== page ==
Aletheia (Heraclitus, Fragment B 16)

In this case the fragment, with its questioning, could give voice to a thoughtful wonder, which stands expectantly [verhofft] before that relation wherein the lighting takes the essence of gods and men unto itself. The questioning saying would then correspond to what is ever and again worthy of wonder and is preserved in its worth by wonder.

It is impossible to estimate how much and how clearly Heraclitus' thinking presaged the realm of all realms. That the fragment moves within the realm of the lighting cannot be doubted as soon as we consider ever more clearly this one matter: the beginning and the end of the fragment name revealing and concealing—particularly with respect to their interconnection. We do not even require a separate reference to Fragment 50, in which the revealing-concealing gathering is identified as being entrusted to mortals in such a way that their essence unfolds in this: their correspondence or noncorrespondence to the Λόγος.

We are too quick to believe that the mystery of what is to be thought always lies distant and deeply hidden under a hardly penetrable layer of strangeness. On the contrary, it has its essential abode in what is near by, which approaches what is coming into presence and preserves what has drawn near. The presenting of the near is too close for our customary mode of representational thought—which exhausts itself in securing what is present—to experience the governance of the near, and without preparation to think it adequately. Presumably, the mystery that beckons in what is to be thought is nothing other than essentially what we have attempted to suggest in the name the "lighting." Everyday opinion, therefore, self-assuredly and stubbornly bypasses the mystery. Heraclitus knew this. Fragment 72 runs:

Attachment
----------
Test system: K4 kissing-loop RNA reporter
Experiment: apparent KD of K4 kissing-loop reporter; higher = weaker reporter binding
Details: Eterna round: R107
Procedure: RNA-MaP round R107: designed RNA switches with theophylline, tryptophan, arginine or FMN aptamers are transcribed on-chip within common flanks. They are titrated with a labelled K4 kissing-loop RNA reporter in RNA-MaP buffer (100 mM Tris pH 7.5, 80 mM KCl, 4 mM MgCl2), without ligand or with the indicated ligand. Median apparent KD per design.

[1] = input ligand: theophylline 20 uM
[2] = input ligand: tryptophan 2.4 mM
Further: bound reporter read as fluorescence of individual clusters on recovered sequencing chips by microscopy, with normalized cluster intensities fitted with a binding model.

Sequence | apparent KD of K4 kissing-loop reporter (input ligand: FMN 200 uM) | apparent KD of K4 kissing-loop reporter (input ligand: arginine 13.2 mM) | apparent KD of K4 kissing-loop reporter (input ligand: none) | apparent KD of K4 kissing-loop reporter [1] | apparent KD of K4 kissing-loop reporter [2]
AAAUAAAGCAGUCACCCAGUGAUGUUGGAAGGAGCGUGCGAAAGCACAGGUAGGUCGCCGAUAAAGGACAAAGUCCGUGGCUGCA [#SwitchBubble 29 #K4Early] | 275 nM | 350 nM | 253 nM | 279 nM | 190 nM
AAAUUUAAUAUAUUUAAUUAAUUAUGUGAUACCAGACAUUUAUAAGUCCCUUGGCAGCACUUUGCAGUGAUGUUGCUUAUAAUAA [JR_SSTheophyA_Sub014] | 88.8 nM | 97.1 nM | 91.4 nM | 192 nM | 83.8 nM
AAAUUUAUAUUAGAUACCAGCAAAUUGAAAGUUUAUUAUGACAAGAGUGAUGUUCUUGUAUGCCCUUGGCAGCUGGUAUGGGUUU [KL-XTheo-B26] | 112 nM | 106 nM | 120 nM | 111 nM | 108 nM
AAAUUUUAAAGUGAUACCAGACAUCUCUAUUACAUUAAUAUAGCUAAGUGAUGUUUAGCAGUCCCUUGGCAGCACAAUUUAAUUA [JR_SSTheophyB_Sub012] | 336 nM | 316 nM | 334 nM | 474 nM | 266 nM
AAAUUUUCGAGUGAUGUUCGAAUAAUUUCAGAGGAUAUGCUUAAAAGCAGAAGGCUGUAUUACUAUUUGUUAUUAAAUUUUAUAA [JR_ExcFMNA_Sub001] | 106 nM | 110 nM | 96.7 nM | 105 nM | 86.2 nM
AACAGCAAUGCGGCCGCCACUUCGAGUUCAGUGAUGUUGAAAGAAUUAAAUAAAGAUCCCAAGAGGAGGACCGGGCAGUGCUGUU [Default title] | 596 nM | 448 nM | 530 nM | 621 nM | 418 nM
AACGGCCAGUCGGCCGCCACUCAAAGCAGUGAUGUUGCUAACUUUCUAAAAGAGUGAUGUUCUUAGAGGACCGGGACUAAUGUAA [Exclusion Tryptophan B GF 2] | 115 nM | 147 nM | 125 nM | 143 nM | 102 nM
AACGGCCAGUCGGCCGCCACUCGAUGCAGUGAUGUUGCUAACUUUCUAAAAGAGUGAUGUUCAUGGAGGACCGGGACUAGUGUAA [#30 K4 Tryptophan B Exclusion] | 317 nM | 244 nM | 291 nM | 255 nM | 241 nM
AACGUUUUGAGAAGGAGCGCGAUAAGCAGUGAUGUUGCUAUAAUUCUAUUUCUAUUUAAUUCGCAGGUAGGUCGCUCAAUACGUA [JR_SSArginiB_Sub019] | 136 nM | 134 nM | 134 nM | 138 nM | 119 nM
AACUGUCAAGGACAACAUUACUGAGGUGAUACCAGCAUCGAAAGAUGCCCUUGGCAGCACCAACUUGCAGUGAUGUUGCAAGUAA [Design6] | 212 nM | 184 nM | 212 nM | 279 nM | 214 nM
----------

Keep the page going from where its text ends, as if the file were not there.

ὧι μάλιστα διηνεκῶς ὁμιλοῦσι Λόγωι τούτωι διὰφέρονται, καὶ οἷς καθ΄ ἡμέραν ἐγκυροῦσι, ταῦτα αὐτοῖς ξένα φαίνεται.

From that to which for the most part they are bound and by which they are thoroughly sustained, the Λόγος, from that they separate themselves; and it becomes manifest: whatever they daily encounter remains foreign (in its presenting) to them.*

* Diels-Kranz (I, 167) translate, "... from the Meaning with which for the most part they go about (from that which governs the totality), from that they separate themselves, and the things they encounter every day seem strange to them." A more fluent translation appears in the excellent French collection by Jean Brun, Héraclite, ou le philosophe de l'eternel retour (Paris: Seghers, 1965), p. 188: "However closely united they are to the Logos which governs the world, they separate themselves from it, etc."—TH.


Martin Heidegger (GA 7) Early Greek Thinking